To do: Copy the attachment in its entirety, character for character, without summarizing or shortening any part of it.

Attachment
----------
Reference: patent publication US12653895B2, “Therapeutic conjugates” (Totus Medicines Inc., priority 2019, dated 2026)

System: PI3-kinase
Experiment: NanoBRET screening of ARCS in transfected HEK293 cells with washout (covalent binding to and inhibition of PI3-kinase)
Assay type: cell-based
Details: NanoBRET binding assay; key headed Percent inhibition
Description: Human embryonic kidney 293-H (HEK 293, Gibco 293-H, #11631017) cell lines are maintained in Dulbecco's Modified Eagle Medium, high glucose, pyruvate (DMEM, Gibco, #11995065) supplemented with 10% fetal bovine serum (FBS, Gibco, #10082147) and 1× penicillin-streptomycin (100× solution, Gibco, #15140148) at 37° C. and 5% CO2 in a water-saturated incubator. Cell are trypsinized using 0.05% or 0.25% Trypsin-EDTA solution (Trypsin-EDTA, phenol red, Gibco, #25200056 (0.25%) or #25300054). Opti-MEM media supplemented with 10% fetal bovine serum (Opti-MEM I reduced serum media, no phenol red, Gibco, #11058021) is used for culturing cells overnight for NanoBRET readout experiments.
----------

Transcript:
Reference: patent publication US12653895B2, “Therapeutic conjugates” (Totus Medicines Inc., priority 2019, dated 2026)

System: PI3-kinase
Experiment: NanoBRET screening of ARCS in transfected HEK293 cells with washout (covalent binding to and inhibition of PI3-kinase)
Assay type: cell-based
Details: NanoBRET binding assay; key headed Percent inhibition
Description: Human embryonic kidney 293-H (HEK 293, Gibco 293-H, #11631017) cell lines are maintained in Dulbecco's Modified Eagle Medium, high glucose, pyruvate (DMEM, Gibco, #11995065) supplemented with 10% fetal bovine serum (FBS, Gibco, #10082147) and 1× penicillin-streptomycin (100× solution, Gibco, #15140148) at 37° C. and 5% CO2 in a water-saturated incubator. Cell are trypsinized using 0.05% or 0.25% Trypsin-EDTA solution (Trypsin-EDTA, phenol red, Gibco, #25200056 (0.25%) or #25300054). Opti-MEM media supplemented with 10% fetal bovine serum (Opti-MEM I reduced serum media, no phenol red, Gibco, #11058021) is used for culturing cells overnight for NanoBRET readout experiments.